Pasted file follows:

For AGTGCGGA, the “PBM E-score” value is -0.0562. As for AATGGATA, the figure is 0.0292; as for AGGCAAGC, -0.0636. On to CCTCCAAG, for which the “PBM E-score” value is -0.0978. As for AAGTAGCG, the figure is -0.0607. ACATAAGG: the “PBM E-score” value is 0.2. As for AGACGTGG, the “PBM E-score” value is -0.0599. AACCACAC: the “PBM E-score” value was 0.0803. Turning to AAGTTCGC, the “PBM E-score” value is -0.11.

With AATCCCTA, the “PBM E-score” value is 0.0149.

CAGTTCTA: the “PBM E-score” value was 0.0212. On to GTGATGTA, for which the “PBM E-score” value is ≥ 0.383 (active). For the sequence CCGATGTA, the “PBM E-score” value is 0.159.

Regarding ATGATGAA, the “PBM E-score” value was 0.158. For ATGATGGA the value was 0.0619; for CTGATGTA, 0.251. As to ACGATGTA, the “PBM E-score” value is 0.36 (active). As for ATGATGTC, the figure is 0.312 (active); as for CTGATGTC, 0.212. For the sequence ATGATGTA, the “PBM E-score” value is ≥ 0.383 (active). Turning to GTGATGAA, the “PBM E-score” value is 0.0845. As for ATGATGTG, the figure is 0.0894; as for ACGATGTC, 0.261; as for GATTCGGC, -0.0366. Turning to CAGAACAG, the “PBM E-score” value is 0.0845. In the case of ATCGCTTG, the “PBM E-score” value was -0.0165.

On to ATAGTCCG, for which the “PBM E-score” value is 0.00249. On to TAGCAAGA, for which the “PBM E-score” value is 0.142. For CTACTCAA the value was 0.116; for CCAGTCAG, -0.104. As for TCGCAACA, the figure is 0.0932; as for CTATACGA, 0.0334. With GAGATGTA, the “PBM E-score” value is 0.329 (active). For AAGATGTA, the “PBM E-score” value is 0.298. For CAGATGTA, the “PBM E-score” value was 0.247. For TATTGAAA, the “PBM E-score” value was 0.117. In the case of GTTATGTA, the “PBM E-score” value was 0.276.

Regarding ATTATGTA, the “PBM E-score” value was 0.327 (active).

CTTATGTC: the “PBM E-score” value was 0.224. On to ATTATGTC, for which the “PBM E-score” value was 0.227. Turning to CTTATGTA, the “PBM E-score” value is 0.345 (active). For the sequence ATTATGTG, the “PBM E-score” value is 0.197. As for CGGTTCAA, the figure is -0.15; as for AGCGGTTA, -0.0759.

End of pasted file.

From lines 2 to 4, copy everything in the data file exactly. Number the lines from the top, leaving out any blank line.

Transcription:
With AATCCCTA, the “PBM E-score” value is 0.0149.

CAGTTCTA: the “PBM E-score” value was 0.0212. On to GTGATGTA, for which the “PBM E-score” value is ≥ 0.383 (active). For the sequence CCGATGTA, the “PBM E-score” value is 0.159.

Regarding ATGATGAA, the “PBM E-score” value was 0.158. For ATGATGGA the value was 0.0619; for CTGATGTA, 0.251. As to ACGATGTA, the “PBM E-score” value is 0.36 (active). As for ATGATGTC, the figure is 0.312 (active); as for CTGATGTC, 0.212. For the sequence ATGATGTA, the “PBM E-score” value is ≥ 0.383 (active). Turning to GTGATGAA, the “PBM E-score” value is 0.0845. As for ATGATGTG, the figure is 0.0894; as for ACGATGTC, 0.261; as for GATTCGGC, -0.0366. Turning to CAGAACAG, the “PBM E-score” value is 0.0845. In the case of ATCGCTTG, the “PBM E-score” value was -0.0165.